Ramallah Advocate plea of sexual assault earns her top honors
JERUSALEM –‘Hush’ continues to be the word when it comes to sexual assault. The smaller the society, the louder is the hush. But not at Al-Quds University where “Sexual Harassment at the workplace” not only won the prestigious International Human Rights Pleading Competition, but also transmogrified an attentive audience.
With the global epidemic spreading and no end in sight, few are capable of mustering enough courage to sound the siren about sexual harassment. Fear, embarrassment and cultural impediments prevent women from speaking up. In mentioning the unmentionable, Palestinian lawyer Reem Hassan broke many taboos at the International Human Rights Competition hosted by Al-Quds University and shined the spotlight on a sensitive topic.
Sponsored by the International Institute for Human Rights and Peace and the Caen Memorial for Peace, attorney Reem Hassan from the Palestinian city of Ramallah made a powerful, compelling case at the 9th annual competition. The #MeToo campaign inspired the pleading that won her the prestigious prize.
According to the Palestine Central Bureau of Statistics, 65.3% of women preferred to remain silent regarding the act of assault. And a number of women stay quiet at work for fear of losing their job or being blamed for the incident in question. This reaction is not unique to a given society or culture, as this phenomenon seems to beset all societies irrespective of economic, social or political backgrounds.
“Al-Quds University has had several activities on campus that have aimed at raising awareness on this matter” said Mohamad Khalaf, Dean of the Faculty of Law. “Our graduates are the future employees and employers, and by raising their awareness, they become prepared to act against sexual harassment and protect themselves and others from this plague”, he added.
The #MeToo campaign has been growing in the Arab world. The movement began on social media after a call to action by American actress Alyssa Milano wrote: “If all the women who have been sexually harassed or assaulted wrote ‘Me too’ as a status, we might give people a sense of the magnitude of the problem.”
The fact that Reem Hassan won a prize for discussing sexual harassment shows that the issue is gaining momentum in public discourse. “By giving my vote to [Reem Hassan], I wanted her case to win”, added Khalaf, who also served as one of the jurors that refereed the pleadings. According to him, her victory will certainly stir the public debate further around this important issue.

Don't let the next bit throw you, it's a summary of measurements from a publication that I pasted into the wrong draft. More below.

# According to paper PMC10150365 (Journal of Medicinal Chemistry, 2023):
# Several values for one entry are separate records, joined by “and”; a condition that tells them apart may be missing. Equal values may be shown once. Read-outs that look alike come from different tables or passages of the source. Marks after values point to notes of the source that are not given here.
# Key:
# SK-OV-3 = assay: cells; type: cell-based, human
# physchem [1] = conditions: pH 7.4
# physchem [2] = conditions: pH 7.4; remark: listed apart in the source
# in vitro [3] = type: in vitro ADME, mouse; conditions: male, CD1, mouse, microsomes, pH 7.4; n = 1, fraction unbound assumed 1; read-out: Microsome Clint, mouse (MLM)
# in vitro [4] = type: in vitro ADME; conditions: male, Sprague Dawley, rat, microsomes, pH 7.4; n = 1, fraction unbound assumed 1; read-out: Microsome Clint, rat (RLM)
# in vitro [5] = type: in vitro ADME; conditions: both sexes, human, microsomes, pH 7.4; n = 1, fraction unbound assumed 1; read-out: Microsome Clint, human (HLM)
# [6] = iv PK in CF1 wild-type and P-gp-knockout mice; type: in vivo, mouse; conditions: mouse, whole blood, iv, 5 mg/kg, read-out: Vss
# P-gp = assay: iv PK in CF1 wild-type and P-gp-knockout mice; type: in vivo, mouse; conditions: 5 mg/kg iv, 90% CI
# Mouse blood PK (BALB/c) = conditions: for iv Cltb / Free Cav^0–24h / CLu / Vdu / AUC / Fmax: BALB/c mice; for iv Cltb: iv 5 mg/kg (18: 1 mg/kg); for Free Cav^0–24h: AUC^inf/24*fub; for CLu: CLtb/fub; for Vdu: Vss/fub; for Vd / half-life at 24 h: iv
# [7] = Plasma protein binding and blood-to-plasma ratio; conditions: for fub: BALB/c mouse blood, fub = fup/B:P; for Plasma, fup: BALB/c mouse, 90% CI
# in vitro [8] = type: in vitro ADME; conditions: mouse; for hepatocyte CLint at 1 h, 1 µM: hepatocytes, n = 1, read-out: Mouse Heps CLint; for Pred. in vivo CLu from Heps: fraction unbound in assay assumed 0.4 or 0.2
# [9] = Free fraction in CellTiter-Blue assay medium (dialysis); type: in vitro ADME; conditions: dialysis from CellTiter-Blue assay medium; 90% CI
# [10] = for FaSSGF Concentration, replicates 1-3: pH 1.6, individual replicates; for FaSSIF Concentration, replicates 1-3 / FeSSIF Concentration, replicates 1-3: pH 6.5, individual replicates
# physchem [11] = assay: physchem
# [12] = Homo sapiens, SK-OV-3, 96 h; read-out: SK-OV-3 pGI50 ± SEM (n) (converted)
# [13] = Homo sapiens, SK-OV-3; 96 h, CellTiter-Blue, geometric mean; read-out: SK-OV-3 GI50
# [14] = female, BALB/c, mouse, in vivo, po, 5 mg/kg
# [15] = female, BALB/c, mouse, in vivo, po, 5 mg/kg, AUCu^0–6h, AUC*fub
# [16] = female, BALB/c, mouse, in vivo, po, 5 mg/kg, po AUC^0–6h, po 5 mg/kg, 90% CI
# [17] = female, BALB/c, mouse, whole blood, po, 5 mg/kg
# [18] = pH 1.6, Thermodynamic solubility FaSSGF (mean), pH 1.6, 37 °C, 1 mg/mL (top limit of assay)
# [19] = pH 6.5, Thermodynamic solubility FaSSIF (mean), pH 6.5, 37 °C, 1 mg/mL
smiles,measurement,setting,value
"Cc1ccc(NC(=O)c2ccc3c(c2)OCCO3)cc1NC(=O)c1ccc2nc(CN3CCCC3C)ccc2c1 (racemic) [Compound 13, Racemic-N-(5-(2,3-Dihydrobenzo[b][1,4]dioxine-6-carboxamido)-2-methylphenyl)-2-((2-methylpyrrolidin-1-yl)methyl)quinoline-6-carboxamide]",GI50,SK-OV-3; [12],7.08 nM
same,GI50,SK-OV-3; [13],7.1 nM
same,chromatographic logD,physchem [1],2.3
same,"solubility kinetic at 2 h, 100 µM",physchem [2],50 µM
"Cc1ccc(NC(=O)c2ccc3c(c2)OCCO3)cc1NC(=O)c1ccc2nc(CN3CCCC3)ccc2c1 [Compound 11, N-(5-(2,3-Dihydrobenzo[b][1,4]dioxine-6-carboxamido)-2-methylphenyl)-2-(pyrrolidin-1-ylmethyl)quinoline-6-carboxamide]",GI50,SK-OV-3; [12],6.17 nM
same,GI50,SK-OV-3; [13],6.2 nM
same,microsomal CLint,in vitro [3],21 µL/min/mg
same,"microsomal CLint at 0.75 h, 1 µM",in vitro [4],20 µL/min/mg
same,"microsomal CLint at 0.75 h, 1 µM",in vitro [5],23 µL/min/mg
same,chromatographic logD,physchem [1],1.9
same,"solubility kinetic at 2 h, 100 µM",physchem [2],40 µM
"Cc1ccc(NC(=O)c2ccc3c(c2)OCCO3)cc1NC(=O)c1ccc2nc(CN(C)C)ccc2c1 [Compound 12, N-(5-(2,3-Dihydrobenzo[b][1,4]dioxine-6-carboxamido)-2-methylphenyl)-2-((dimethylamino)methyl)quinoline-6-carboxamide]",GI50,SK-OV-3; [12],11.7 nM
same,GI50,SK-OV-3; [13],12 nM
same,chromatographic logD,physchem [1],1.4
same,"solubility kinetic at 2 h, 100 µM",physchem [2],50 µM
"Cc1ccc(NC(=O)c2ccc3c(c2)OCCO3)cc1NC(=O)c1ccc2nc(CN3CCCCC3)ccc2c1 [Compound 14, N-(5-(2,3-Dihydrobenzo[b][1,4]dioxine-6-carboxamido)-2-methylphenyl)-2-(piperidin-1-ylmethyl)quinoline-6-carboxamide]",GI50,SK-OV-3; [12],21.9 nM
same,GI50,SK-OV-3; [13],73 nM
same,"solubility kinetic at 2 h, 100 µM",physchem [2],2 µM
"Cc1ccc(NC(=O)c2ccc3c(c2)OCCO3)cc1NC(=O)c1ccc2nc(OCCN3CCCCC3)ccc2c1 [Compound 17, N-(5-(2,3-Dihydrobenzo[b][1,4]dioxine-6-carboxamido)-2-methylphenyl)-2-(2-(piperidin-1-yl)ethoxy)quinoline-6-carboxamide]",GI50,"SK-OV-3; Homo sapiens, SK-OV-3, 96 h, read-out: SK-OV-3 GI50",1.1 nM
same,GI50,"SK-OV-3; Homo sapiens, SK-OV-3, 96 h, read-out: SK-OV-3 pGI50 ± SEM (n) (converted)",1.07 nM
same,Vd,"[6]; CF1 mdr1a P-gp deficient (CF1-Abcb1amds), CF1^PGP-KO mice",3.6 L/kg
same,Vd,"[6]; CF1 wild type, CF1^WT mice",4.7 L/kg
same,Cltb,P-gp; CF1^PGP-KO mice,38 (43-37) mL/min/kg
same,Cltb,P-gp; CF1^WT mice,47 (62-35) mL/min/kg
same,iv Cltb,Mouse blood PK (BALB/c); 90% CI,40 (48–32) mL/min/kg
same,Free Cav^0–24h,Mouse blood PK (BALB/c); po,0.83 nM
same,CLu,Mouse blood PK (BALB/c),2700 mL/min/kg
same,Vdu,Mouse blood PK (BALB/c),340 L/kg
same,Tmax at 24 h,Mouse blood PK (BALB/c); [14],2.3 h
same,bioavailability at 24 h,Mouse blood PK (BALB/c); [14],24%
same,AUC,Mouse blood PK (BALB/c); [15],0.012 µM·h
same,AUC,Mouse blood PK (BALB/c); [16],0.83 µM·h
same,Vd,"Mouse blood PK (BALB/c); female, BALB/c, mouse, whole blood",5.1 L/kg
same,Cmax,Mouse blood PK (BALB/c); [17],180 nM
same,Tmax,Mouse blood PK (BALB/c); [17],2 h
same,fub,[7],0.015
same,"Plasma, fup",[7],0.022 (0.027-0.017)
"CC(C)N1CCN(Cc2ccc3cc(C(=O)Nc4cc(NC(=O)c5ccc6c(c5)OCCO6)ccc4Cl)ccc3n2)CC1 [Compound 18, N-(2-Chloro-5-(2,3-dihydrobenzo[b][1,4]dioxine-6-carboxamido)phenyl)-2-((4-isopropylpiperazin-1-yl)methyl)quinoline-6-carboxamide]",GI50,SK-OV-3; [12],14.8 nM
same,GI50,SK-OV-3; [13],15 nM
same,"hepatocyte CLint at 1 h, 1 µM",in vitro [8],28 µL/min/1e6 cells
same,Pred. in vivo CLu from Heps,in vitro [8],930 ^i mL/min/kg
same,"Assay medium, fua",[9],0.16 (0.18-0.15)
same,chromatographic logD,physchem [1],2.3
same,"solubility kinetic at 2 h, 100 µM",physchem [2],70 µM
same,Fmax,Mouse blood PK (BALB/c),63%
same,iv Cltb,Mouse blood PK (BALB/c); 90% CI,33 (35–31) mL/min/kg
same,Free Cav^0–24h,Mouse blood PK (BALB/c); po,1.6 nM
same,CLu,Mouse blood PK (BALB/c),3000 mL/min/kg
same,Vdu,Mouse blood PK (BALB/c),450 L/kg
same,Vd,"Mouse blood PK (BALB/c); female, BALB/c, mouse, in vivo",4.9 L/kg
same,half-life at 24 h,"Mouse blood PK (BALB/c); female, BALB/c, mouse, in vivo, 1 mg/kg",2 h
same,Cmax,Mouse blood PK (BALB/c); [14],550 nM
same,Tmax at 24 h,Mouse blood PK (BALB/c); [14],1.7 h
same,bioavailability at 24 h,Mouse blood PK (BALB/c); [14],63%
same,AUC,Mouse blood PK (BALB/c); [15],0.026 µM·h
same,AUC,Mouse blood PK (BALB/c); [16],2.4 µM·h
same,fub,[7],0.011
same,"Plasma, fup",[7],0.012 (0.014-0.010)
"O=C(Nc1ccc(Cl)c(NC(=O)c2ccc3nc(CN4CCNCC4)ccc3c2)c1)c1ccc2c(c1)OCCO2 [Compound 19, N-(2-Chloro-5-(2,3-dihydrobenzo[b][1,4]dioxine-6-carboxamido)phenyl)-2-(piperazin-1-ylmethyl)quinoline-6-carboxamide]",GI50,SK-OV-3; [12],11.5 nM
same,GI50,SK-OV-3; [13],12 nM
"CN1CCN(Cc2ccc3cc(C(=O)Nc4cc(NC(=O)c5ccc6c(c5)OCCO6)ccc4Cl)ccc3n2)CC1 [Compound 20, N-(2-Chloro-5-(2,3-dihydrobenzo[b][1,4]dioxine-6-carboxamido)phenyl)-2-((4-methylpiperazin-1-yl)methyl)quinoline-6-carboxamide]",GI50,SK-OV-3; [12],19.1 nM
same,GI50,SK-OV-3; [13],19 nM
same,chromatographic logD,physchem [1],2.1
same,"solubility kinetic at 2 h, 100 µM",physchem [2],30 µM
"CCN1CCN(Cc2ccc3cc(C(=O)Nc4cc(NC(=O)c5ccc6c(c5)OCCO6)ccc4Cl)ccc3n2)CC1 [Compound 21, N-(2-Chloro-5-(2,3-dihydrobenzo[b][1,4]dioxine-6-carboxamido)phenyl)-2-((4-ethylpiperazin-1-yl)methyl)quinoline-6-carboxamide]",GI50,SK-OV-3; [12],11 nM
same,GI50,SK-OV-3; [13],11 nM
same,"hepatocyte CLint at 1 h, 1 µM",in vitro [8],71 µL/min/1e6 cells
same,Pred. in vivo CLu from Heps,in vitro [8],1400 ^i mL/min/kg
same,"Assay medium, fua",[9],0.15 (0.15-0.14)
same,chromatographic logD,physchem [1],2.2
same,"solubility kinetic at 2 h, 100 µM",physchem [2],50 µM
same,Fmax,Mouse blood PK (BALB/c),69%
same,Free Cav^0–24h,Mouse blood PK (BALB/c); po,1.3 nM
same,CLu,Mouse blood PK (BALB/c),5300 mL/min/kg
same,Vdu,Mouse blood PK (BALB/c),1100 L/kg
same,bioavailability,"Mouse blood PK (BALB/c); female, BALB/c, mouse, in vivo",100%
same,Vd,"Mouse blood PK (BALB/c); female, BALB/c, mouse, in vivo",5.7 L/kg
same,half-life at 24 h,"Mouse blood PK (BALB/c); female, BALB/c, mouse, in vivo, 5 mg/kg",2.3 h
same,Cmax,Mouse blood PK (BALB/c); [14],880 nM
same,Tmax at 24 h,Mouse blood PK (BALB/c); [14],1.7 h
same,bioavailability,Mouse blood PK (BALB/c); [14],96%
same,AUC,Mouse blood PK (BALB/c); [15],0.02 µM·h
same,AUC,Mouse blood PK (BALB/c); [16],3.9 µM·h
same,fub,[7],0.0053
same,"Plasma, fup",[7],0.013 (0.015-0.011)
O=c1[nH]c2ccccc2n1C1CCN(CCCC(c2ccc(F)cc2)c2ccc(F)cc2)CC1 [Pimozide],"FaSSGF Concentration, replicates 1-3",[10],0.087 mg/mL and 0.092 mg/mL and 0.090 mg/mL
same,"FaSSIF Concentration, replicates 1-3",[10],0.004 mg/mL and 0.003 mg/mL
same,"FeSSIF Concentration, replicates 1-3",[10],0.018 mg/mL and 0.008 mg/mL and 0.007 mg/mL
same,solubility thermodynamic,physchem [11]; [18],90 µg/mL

International participants praised Al-Quds University for providing a platform to address human rights issues. A senior European diplomat echoed a similar sentiment, and stated that he had also hoped that Hassan’s case would win. He also added that he admired Al-Quds University’s ability to address such issues of universal concern in spite of the “local hardships its faces due to the political environment, which can easily consume one’s attention”.
Although there are specific laws in Palestine that protect women against domestic and sexual violence, very few come forward for the laws to be implemented. This has pushed Al-Quds University to work even more adamantly in combating this phenomenon.
Lawyer Mr. Amineo Tiko Seram from Canada received honors for his plea on immigration and slavery, while Jerusalem attorney Mohammad Elian obtained an award for pleading collective punishment.
Al-Quds University and the International Institute for Human Rights and Peace share the desire to educate the public and raise awareness. That is why, with the help of the Caen Memorial for Peace, it wants to give local and international lawyers the opportunity to plead a case in public related to a recent violation of human rights in public.
Al-Quds University is a collegiate research university based in Jerusalem, Palestine. Established in 1984 as the only Arab university in the city of Jerusalem, AQU currently offers 93 undergraduate and graduate degree programs, taught through its fifteen degree-granting faculties.